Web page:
News & Events

Mars Hill University Hosts Former Governor Jim Hunt for the University Lecture Series

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Former Gov. Hunt with leaders of the MHU Student Government Association: Meagan McNeely, Bill Barrett, Kiel Bollero, Octavia Stancil

Raising North Carolina teacher salaries to the national average is one of the primary issues the General Assembly should undertake to improve education in the state, according to a lecture by former Governor James B. Hunt, Jr., on the campus of Mars Hill University on Tuesday.

Hunt spoke to a crowd of about 250 people, many of whom were teachers and administrators from local school districts, as well as students, faculty, and staff from the university.

North Carolina currently ranks 46th in the nation for teacher pay, Hunt said. Low teacher pay within the state often means that many teachers choose to leave the state to pursue their careers. He complimented the current leadership in Raleigh for working to raise salaries for beginning teachers, but said that veteran teachers who have given their lives to teaching North Carolina’s children should also be paid at the national average.

“We want to pay enough so that the good teachers don’t go across the state line,” he said.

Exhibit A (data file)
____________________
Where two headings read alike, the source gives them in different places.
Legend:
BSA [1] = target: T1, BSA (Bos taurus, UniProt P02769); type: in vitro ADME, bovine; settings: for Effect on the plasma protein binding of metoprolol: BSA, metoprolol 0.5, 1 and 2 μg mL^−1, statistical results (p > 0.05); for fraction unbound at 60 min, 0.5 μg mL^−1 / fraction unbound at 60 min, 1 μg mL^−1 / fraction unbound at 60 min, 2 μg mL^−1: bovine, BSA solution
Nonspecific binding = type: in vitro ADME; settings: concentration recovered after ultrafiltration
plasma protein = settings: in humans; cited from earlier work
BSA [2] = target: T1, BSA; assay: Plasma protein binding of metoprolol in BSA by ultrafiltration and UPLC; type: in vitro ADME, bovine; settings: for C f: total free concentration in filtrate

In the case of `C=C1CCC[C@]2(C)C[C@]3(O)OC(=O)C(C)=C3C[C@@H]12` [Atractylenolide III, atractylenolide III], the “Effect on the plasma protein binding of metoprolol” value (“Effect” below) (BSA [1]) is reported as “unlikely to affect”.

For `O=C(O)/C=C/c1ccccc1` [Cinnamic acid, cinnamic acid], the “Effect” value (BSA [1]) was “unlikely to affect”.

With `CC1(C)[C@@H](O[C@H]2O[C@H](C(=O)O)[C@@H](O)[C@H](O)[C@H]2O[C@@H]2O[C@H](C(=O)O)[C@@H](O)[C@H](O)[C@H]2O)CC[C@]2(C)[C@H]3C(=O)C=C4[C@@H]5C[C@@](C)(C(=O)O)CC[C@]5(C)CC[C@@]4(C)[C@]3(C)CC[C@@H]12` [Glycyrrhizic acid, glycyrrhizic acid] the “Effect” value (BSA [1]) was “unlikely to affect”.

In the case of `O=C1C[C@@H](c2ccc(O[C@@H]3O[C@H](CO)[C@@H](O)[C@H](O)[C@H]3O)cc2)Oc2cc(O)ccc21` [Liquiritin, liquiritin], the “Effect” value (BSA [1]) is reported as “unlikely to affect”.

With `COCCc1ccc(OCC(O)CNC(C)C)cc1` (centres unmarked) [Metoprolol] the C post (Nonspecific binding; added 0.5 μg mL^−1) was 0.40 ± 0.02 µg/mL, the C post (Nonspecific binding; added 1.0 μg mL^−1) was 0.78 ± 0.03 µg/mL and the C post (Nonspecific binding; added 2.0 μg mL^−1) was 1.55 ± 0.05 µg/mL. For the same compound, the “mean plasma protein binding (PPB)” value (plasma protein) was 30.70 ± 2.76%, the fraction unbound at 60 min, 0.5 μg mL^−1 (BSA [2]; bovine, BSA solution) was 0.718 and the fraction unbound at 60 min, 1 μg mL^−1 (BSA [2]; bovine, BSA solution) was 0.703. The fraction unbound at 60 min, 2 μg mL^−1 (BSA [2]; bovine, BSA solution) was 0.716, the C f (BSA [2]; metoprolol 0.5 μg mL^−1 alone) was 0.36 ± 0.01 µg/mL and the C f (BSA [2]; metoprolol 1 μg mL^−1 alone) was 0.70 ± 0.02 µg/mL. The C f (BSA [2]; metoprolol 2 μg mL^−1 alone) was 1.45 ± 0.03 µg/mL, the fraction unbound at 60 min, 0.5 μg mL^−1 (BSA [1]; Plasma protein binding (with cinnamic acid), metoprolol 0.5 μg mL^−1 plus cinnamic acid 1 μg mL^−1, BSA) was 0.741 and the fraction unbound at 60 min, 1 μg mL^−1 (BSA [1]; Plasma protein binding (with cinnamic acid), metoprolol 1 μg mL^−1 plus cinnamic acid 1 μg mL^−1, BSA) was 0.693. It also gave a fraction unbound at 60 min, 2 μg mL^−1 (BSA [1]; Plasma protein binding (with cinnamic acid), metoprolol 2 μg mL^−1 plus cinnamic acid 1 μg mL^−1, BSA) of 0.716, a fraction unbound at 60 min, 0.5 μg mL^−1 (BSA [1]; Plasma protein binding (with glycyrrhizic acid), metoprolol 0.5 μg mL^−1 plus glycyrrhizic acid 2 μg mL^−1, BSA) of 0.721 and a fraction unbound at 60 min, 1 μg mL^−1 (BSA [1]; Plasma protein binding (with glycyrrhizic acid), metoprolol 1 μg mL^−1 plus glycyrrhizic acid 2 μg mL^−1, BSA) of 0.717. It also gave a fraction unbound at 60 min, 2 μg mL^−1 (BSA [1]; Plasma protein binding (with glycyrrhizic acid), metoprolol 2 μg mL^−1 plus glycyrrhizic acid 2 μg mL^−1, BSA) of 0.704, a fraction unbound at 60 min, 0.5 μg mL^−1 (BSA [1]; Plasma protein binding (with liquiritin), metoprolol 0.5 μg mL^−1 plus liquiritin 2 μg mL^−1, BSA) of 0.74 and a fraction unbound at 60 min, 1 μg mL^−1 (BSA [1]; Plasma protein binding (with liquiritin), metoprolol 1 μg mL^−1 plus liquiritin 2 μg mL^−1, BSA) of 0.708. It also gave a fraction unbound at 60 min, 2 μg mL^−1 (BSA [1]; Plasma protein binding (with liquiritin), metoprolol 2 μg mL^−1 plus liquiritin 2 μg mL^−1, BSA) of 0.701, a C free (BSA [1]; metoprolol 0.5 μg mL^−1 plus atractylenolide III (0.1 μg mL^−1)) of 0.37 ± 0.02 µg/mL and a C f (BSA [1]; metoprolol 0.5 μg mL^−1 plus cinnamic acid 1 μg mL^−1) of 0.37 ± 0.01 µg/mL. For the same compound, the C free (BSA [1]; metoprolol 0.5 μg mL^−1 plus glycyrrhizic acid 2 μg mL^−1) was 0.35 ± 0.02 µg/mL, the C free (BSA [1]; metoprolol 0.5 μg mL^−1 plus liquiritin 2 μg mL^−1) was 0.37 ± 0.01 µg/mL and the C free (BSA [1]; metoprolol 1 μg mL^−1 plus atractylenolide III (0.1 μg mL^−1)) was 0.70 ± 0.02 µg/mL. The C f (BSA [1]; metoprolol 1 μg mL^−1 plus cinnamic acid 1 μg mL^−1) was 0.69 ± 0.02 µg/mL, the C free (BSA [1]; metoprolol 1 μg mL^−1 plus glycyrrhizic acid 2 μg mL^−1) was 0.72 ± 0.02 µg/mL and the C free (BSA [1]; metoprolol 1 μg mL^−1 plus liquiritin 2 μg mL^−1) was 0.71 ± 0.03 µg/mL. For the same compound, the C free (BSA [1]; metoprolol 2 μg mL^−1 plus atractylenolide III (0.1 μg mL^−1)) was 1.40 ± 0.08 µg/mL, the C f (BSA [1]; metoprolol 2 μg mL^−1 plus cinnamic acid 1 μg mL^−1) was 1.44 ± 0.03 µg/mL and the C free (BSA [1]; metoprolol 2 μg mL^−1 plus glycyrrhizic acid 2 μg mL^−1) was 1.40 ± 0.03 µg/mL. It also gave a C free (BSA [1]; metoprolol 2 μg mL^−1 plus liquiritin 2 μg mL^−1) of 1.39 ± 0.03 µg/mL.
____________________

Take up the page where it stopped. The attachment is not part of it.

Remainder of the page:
Hunt recounted bipartisan efforts during his fourth term to raise teacher pay, resulting in the state rising from 44th in the nation in teacher salaries to 20th. In the years that followed, he said, teachers who had left to teach elsewhere “flocked” back to the state to teach, and SAT scores rose 40 points.

Other issues that Hunt addressed were school vouchers and additional salary increases for teachers with advanced degrees.

“We need to pay for excellence,” Hunt said. “I think every teacher who gets a master’s degree ought to get more pay.”

Hunt also said that school vouchers take money away from the public schools, which belong to everyone.

“We should not be supporting policies in North Carolina that encourage families to leave our public schools through vouchers,” he said.

If the people of North Carolina want quality schools, they need to be willing to tell their legislators and they need to be willing to pay for them, Hunt said.

Hunt’s lecture was part of the Mars Hill University Lecture Series, which brings distinguished and knowledgeable individuals to the university campus to lecture on a wide range of timely and timeless topics which complement the university’s emphasis on the liberal arts. Hunt is the second lecturer in the series’ inaugural year.